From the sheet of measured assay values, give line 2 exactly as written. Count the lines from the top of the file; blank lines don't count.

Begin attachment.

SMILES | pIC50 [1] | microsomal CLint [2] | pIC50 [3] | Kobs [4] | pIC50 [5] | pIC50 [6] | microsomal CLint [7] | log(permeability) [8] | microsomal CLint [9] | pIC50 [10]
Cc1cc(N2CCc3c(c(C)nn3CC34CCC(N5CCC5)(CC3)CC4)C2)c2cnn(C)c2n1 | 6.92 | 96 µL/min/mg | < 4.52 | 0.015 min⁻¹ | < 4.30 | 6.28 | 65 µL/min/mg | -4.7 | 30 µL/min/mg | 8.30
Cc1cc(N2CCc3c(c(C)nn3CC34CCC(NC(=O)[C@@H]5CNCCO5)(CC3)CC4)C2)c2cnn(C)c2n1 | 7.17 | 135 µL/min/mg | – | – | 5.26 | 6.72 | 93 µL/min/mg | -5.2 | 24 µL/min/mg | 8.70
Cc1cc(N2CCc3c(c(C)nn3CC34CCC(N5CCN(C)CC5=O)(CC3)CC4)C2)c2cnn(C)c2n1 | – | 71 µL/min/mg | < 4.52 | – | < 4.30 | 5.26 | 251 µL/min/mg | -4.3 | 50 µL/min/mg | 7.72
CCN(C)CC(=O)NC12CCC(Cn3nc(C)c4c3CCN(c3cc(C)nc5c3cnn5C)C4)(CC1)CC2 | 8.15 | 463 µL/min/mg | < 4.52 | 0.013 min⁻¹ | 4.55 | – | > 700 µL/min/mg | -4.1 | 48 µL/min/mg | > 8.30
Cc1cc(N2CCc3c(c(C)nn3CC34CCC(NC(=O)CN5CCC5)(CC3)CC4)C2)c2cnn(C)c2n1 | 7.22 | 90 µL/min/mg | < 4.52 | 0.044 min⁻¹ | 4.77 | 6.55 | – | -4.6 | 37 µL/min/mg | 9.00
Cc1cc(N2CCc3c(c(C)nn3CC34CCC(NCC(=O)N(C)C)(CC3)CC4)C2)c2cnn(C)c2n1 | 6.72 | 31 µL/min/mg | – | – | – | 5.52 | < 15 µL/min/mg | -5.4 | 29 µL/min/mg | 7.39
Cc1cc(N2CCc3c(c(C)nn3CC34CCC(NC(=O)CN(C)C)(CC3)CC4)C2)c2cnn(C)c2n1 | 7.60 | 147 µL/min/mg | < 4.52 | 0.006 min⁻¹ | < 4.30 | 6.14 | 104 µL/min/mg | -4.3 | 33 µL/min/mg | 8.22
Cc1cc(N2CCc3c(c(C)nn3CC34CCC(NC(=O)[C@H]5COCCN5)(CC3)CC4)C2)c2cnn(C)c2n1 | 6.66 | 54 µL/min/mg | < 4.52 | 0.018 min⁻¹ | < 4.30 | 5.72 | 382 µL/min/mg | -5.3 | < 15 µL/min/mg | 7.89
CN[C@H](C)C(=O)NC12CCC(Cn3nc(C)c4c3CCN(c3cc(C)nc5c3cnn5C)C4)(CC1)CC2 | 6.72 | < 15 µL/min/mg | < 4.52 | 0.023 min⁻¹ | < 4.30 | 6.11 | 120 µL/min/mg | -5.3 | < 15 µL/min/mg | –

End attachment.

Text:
Cc1cc(N2CCc3c(c(C)nn3CC34CCC(N5CCC5)(CC3)CC4)C2)c2cnn(C)c2n1 | 6.92 | 96 µL/min/mg | < 4.52 | 0.015 min⁻¹ | < 4.30 | 6.28 | 65 µL/min/mg | -4.7 | 30 µL/min/mg | 8.30